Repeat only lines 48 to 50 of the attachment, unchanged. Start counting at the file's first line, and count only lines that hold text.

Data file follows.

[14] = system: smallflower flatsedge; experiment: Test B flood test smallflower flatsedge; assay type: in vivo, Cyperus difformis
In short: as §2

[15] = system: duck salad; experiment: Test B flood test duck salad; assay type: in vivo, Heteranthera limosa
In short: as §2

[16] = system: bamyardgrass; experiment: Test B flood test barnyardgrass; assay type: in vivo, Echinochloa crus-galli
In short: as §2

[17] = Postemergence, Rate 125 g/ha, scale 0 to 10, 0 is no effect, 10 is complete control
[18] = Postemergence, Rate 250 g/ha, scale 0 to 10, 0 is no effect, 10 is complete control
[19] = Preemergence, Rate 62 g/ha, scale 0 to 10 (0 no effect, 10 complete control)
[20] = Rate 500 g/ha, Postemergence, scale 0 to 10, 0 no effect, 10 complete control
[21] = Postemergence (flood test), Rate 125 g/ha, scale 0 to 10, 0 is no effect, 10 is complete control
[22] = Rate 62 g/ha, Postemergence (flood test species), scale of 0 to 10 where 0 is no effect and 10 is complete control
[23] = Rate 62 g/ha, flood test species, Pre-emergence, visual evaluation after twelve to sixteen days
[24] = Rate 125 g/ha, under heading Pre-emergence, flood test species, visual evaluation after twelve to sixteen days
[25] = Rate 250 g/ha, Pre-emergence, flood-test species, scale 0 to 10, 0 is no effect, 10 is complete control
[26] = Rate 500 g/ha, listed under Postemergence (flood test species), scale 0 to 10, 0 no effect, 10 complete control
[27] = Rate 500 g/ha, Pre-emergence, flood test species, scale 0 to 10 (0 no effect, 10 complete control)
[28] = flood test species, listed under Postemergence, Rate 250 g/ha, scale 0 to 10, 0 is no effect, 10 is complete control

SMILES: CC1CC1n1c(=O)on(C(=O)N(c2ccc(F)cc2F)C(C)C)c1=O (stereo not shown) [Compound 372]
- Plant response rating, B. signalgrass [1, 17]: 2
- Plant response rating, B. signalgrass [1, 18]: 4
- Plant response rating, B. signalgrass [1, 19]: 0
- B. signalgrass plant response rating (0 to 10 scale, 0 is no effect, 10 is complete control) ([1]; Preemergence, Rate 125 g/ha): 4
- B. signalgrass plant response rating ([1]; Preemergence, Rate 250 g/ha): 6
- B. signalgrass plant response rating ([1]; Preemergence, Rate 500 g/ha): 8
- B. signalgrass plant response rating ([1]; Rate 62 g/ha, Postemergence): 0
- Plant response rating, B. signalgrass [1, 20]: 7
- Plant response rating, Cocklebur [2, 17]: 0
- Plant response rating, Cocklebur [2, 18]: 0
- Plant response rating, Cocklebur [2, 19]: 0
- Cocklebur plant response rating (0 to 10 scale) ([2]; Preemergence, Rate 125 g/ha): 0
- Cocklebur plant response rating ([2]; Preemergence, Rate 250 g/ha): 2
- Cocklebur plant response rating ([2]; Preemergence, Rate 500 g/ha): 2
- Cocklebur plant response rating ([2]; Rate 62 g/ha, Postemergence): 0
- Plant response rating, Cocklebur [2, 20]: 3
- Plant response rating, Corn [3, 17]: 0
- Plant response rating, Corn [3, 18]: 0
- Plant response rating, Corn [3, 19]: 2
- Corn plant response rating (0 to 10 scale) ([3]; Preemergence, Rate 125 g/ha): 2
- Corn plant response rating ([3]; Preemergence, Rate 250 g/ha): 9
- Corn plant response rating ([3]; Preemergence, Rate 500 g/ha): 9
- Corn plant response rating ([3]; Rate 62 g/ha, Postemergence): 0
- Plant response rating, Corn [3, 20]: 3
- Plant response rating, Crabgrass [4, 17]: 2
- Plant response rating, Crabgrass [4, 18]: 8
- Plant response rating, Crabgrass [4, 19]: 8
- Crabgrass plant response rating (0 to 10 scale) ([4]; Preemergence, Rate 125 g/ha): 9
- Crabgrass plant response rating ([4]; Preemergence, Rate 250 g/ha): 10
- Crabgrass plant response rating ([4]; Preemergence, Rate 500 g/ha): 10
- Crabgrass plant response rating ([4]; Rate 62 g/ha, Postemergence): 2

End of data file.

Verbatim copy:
- Crabgrass plant response rating ([4]; Preemergence, Rate 250 g/ha): 10
- Crabgrass plant response rating ([4]; Preemergence, Rate 500 g/ha): 10
- Crabgrass plant response rating ([4]; Rate 62 g/ha, Postemergence): 2